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Can Life Be as Fabulous as It Looks on Facebook?

Stop pursuing a perfect life so you can live a really good life

Picturegarden/Getty Images
Picturegarden/Getty Images,

by Eilene Zimmerman

Well-Being
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We live in a society that is increasingly all or nothing. Either we’re a total success or we’ve failed miserably—not much wiggle room. And with the proliferation of social media, the pressure to have a perfect life has never been greater. Seeing a constant stream of happy-face images from friends and family can make your own life seem pretty ordinary by comparison. How do you congratulate yourself on finally getting your carpets cleaned and finding a good math tutor for your kid when it looks like everyone you know is busy inking book deals, drinking mojitos in Costa Rica and packing their junior Einsteins up for Harvard?

“The tendency for people to present themselves in the best possible light—looking great, having an amazing time—can make the rest of us feel inadequate,” says Martin Antony, professor of psychology at Ryerson University in Toronto. It’s the same principle that applies to images in regular media, which, he says, have a long-established link to problems associated with perfectionism such as depression, negative body image and anxiety-based disorders.  Minneapolis psychologist Thomas S. Greenspon, author of Moving Past Perfect: How Perfectionism May Be Holding Back Your Kids (and You!) and What You Can Do About It, agrees: “To the extent that social media reflect a tidying up of personal experience for presentation to others, a perfectionistic person will accept the display as reality, compare him- or herself to this and feel doomed.”

Some characteristics of perfectionism are healthy, like having high standards, knowing your priorities, being well organized with your time and feeling the satisfaction of a job well done. But perfectionism can become unhealthy if it distorts your view of success. “It’s very conditional now,” says psychologist Elizabeth Lombardo, author of Better Than Perfect: 7 Strategies to Crush your Inner Critic and Create a Life You Love. “It’s always, ‘If I looked like a movie star,’ ‘If I were a millionaire,’ ‘If I were married … then I’d be perfect.’

If you’ve done something 90 percent right, but obsess about the 10 percent that wasn’t quite as right, that’s a sign your perfectionist tendencies may be in overdrive. Being overly focused on achieving nonexistent “perfection” can hold you back in profound ways and prevent you from living a full and balanced life. Remember, aiming for perfection is not the same as aiming for excellence. “So many people base their core worth on outside events and other people, and that sets up this striving for perfection,” Lombardo says. “And then when something goes wrong it feels like everything is wrong. Perfectionists think if this thing I did is a failure then I’m a failure too.”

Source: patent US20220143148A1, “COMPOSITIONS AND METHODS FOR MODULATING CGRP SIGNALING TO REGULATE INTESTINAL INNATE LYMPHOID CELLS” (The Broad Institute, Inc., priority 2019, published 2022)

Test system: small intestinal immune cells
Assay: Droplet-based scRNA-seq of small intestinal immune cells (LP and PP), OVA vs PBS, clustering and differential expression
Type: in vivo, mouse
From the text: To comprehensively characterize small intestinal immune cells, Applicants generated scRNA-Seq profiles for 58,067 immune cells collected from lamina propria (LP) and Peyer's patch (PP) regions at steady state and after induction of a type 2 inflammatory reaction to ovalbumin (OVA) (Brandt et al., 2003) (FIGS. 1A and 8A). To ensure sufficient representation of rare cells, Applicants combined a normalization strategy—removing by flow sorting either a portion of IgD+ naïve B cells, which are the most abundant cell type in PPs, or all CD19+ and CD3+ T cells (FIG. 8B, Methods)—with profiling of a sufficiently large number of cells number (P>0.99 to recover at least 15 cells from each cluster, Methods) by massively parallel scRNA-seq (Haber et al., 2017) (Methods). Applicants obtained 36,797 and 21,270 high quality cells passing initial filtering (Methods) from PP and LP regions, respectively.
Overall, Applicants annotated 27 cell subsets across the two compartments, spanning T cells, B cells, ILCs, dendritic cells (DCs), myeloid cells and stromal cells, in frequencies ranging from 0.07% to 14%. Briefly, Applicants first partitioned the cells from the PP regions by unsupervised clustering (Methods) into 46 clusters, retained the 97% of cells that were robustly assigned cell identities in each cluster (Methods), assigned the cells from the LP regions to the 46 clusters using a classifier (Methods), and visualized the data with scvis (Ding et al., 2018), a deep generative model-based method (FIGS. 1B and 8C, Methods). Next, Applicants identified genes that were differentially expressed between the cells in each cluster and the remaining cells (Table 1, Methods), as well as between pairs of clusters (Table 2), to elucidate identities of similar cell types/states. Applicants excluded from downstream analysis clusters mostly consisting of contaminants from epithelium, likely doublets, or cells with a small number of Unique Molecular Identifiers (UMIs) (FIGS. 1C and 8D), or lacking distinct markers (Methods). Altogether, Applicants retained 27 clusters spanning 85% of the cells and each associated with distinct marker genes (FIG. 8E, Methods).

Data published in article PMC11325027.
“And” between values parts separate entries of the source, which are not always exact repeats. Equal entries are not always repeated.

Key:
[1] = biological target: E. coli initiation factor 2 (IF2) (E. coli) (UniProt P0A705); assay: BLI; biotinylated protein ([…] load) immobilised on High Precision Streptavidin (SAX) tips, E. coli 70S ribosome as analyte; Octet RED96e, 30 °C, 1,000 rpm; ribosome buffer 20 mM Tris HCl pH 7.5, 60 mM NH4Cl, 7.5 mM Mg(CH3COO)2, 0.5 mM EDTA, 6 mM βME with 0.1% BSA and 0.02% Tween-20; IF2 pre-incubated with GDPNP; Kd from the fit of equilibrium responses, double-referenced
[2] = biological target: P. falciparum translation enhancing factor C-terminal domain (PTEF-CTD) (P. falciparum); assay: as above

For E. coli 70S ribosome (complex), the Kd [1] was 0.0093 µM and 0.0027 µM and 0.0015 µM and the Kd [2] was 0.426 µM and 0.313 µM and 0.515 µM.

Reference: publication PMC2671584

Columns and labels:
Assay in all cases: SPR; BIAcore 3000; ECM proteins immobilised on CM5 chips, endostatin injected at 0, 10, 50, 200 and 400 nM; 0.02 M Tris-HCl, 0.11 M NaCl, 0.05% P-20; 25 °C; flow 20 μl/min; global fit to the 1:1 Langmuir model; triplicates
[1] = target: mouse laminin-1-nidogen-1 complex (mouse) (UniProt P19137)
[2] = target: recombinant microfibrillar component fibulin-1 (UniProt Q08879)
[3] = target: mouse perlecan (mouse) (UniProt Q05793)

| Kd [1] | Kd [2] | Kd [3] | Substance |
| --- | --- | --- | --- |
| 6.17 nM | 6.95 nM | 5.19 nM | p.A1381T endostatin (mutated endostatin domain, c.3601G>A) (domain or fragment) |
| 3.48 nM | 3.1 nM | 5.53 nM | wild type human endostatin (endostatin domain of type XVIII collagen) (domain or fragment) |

If social media adds to the pressure we feel to be perfect, age piles on even more. If you're in midlife, you may feel you're at a point where others expect you to do everything right. Shouldn’t you know by know how to be fitter, wealthier and happier? Whether or not that’s the reality, “it still causes people to put a lot of extra stress and pressure on themselves,” says Nikki Martinez, a psychologist who treats perfectionism and anxiety. 

If you’re in midlife, you may feel others expect you to do everything right. ”It causes people to put a lot of extra stress and pressure on themselves,”

Nikki Martinez, Psychologist who treats perfectionism and anxiety.

Happily, you can halt perfectionist behavior and live a fuller life. First, says Lombardo, “Stop the all-or-nothing thinking.” If you receive critical feedback at work, for example, avoid making it a judgment about your entire professional worth. “It’s not failure; it’s data,” she says. “Depersonalize it and look at mistakes as an opportunity to grow using valuable information.”

Second, try this activity: List three ways in which you can aim for excellence—not perfection—this week. Be sure to congratulate yourself when you’ve achieved them. (Then make next week’s list!)

Third, become your own best friend. Lombardo says that one surefire way to stop letting your drive for perfection beat you down is to shore up your self-esteem. You can do that by letting your values, not external feedback, drive your belief in yourself. Start by establishing three to five values that are most important to you and apply them to your life, says Lombardo. “For example, if you value family, can you try and have breakfast together one morning a week? Or volunteer as a family, even if it’s just once a year? That will make you feel good about yourself because you are doing things that are in line with your values,” she says. “And that’s much better than perfect.” 

Finally, learn to ignore images in mainstream and social media that present the world as one big happy dance. "Family photos will rarely if ever depict family fights, or depressed moods or impending divorce, or any of the typical difficulties we might be having with others,” says Greenspon. “It’s understandable to look at what someone has posted somewhere and to compare ourselves to what we think we are seeing. Again, for perfectionistic people the default assumption is that they should be able to do better, or be better.” Counter those images by reminding yourself that, in reality, life is lived between all-and-nothing. Advises Richard Winter, professor of applied theology and counseling at Covenant Theological Seminary, “Surround yourself with people who are honest about their own mistakes and difficulties, even if on the surface they appear to have a perfect life.”